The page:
SAN DIEGO -- Receivers Vincent Brown and Seyi Ajirotutu are prime examples of learning by doing. Both players got their first taste of San Diego Chargers coach Mike McCoy's up-tempo, no-huddle offense last year.
Now in their second seasons under McCoy, Brown and Ajirotutu are playing fast and confident during the team's organized team activities, making plays early and often during team drills open to reporters the past few weeks.
Receiver Keenan Allen said that Brown, in his fourth season, is pushing the Cal product for minutes with the starters. Ajirotutu is showing his winning touchdown reception against Kansas City last year was no fluke, and he can consistently get open if given an opportunity for more snaps with the first-unit offense.
The improved play of Brown and Ajirotutu at the back end of San Diego's receiving group shows the Chargers have perhaps one of the most underrated receiving units in the league, particularly if Malcom Floyd can come back healthy from last year's season-ending neck injury.
"As a group it's great because we're all pushing one another," Eddie Royal said. "We're all kind of different in what we do. So we're all helping one another out, whether it's route running, blocking or getting off of the line of scrimmage.
"Each of us can do something really well. And we're all helping each other with that. So we've got a balanced group of guys."
Among the rookie receivers, undrafted rookie free agent Javontee Herndon has looked the part so far in OTAs. At 6-foot and 194 pounds, the University of Arkansas product has the size to play on the perimeter as a receiver. He also has shown soft hands, with the ability to run after the catch and return punts.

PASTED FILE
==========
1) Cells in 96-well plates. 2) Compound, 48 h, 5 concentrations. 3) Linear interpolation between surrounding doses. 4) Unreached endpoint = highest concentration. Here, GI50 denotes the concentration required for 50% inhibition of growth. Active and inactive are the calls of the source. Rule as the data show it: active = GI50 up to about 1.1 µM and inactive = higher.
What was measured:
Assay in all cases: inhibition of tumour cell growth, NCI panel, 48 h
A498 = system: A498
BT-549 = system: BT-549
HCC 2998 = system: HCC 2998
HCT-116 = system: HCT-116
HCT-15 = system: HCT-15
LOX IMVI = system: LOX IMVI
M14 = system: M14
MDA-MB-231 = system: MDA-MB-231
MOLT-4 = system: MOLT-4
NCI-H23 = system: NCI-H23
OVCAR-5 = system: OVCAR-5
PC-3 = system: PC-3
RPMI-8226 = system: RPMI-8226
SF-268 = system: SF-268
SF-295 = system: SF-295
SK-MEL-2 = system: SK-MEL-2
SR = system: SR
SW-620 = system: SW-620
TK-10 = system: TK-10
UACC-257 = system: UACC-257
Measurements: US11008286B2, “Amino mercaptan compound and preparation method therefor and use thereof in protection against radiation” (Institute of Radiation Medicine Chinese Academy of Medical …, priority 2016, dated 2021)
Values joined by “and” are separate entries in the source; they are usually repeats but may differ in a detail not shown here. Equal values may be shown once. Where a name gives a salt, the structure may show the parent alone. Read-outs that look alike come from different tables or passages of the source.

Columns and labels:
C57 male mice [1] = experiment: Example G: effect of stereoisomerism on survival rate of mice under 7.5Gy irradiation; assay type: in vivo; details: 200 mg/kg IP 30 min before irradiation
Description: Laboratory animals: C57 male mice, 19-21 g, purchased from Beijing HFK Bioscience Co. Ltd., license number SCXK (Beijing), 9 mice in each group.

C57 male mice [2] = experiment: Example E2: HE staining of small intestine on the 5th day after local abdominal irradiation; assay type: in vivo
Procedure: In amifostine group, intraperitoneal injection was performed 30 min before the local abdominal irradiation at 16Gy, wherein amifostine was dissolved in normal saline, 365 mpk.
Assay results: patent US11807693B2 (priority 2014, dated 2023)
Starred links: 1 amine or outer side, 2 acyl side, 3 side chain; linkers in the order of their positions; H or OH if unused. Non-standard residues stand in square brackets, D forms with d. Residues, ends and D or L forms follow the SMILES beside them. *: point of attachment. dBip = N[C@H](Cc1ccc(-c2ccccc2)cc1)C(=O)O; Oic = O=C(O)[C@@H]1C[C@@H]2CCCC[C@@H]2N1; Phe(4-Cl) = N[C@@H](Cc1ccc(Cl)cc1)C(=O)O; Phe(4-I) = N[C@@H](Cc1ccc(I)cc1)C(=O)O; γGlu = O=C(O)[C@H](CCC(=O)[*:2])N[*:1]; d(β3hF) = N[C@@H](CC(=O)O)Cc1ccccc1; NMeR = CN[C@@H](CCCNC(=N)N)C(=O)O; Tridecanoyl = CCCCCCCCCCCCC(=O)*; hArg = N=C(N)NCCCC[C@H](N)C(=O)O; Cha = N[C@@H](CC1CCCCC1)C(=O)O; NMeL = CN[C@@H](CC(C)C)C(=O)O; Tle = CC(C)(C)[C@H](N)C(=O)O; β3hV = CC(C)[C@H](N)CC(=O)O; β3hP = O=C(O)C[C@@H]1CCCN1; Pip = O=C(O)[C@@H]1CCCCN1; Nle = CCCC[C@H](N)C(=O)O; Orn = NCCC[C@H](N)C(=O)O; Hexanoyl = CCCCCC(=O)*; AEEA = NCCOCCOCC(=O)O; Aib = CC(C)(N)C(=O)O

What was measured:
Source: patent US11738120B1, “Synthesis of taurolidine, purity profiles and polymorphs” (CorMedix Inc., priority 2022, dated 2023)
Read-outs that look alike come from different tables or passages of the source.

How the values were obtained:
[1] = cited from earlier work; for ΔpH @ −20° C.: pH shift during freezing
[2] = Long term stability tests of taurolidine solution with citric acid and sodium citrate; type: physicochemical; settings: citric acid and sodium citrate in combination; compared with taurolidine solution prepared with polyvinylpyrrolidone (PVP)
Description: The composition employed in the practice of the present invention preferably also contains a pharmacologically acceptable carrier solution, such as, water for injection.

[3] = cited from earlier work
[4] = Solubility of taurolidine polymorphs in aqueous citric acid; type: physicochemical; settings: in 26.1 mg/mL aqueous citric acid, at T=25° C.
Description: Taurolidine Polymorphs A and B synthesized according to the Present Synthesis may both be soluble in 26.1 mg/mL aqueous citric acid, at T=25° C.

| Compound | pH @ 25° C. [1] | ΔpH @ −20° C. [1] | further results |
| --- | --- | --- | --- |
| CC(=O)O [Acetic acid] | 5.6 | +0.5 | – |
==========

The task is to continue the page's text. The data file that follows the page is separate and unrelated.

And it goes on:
Seventh-round selection Tevin Reese has flashed his trademark speed, but has dropped a couple balls and struggled at times being physical enough to consistently get open as a slot receiver in the middle of the field.
Palepoi flashes, Carrethers biding his time: At 6-1 and 300 pounds, University of Utah undrafted rookie free agent Tenny Palepoi flashed at times playing with the reserve defensive line unit for the Chargers.
"He's done a good job," McCoy said. "He's done a great job of fighting."
Palepoi played alongside Carolina first-round draft selection from the 2012 draft, Star Lotulelei, in college at Utah. And he also has some family NFL pedigree: Palepoi's older brother Anton Palepoi was a second-round selection of the Seattle Seahawks in the 2004 draft, and played four years in the NFL.
Palepoi offers some versatility, with the ability to play both defensive tackle and defensive end in San Diego's 3-4 system.
Ryan Carrethers, a fifth-round selection by the Chargers in this year's draft, is working hard, but has yet to break through with the first unit in his quest to earn the starting nose tackle job. Sean Lissemore continues to run with the first group, with Kwame Geathers serving as his backup.
When asked about Carrether's development, McCoy seemed to indicate that Carrethers still is learning the playbook.
"He's done a nice job," McCoy said. "A lot of these guys are getting a lot of information thrown at them. The most important thing is you learn the system. And you've got to understand what you're supposed to do.
"We're going to make some mistakes. As coaches we'll make some bad calls in games also. But the most important thing is don't make the same mistake twice. Just keep working hard. I think he's got some good guys in front of him that are trying to help him up there."
Mathews healthy: Chargers running back Ryan Mathews looks fully recovered from an ankle injury that forced him out of the AFC divisional round playoff game against Denver. Mathews played with the injury for the final four games of the year, but consistently showed a good burst of speed while working with the starters earlier this week.
Mathews also donned a flashy pair of high-top cleats during practice.